Could someone tell me the usual terminology for moving an interval up vs moving an interval down vs moving an interval distance? When we write things like 1 b3 5 we mean moving up modulus octaves, right? But when we say an interval is a third, do we mean it is a +3 (like  to ), or a -3 (like  to [b6]) or do we mean "a third" as in a distance measure or magnitude |3| rather than a vector quantity?
Saying that an interval is "a third" only specifies the magnitude, not the direction. However, without context, intervals are presumed to be measured from the lower note. To specify direction, one would say "an ascending third" or "a descending third".
Scale degrees are presumed to be within an octave unless otherwise specified. But direction can be ambiguous. 1 b3 5 is presumed to be a series of monotonically ascending pitches/intervals. 1 b7 b6 would be presumed to be a series of monotonically descending pitches. But 1 6 5, for example, would be ambiguous.
It is important to distinguish between harmonic intervals (simultaneous), and melodic intervals (consecutive).
Harmonic intervals are counted from low to high, so are implicitly upward (unless otherwise specified) — like a magnitude.
The interval between C4 and E4 is a major third. '' '' '' C4 and A4 is a major sixth. '' '' '' A3 and C4 is a minor third.
Melodic intervals are given a direction from the first note to the second, either ascending or descending (up or down) — like a vector.
The interval from C4 to E4 is an ascending major third. '' '' '' E4 to C4 is a descending major third. '' '' '' C4 to A4 is an ascending major sixth. '' '' '' A4 to C4 is a descending major sixth. '' '' '' A3 to C4 is an ascending minor third. '' '' '' C4 to A3 is a descending minor third.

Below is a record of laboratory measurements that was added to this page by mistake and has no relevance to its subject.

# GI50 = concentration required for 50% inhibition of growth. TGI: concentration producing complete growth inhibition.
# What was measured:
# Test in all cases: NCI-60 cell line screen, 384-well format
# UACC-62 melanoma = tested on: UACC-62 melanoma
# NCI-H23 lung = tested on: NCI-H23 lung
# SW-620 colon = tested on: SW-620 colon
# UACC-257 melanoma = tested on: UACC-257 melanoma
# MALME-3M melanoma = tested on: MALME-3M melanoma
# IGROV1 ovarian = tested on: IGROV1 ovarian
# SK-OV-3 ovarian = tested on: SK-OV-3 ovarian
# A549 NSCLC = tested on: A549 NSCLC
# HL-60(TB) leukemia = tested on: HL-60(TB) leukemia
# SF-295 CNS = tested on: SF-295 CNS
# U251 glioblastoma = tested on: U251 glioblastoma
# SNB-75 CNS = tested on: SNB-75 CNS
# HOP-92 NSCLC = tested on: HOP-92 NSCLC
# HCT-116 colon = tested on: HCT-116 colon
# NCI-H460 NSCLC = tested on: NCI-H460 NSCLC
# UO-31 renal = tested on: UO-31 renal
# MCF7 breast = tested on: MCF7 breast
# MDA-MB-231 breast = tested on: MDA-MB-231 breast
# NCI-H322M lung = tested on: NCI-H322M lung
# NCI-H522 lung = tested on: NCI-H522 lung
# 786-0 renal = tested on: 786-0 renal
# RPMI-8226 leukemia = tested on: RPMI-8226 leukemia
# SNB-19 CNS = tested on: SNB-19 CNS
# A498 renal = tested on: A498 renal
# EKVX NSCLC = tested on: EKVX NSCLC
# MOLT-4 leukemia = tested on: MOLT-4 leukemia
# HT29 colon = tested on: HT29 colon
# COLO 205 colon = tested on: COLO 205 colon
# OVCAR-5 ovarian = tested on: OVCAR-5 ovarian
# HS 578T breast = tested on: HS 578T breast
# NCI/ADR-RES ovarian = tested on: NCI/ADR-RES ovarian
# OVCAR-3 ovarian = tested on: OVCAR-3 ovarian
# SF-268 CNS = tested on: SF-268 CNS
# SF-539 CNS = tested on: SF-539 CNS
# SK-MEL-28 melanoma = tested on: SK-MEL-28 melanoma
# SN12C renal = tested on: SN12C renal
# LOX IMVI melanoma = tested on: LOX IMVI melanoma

Compound intervals reduce the name of the interval to be within one octave. This is usually more useful; it makes them easier to work with / think about.
The interval between C4 and E5 is a major tenth, or a compound major third. '' '' '' C4 and E6 is a major seventeenth, or a compound major third. etc.
NB intervals are ordinal numbers, not cardinal numbers.
Intervals are always calculated from bottom to top. But, as phoog points out, a 'third' is too vague as it stands. C>E is a third, but so is C>E♭. That's without considering C>Ex, or C>E♭♭. (Major 3, minor 3, augmented 3 and diminished 3 in that order). So 'third' needs to be specified.
It's easy to say 'up a M3', or 'down a M3' to anyone who understands - it's unequivocal: C>E, or C>A♭.
Just be aware that the inverted interval is different - C>E is M3, while E>C is m6. The 'rule' is simple - it's the 'rule of 9'. (3+6=9), M becomes m, aug becomes dim (and vice versa). But any given named note to any other named note will always have the same interval name, totally regardless of key.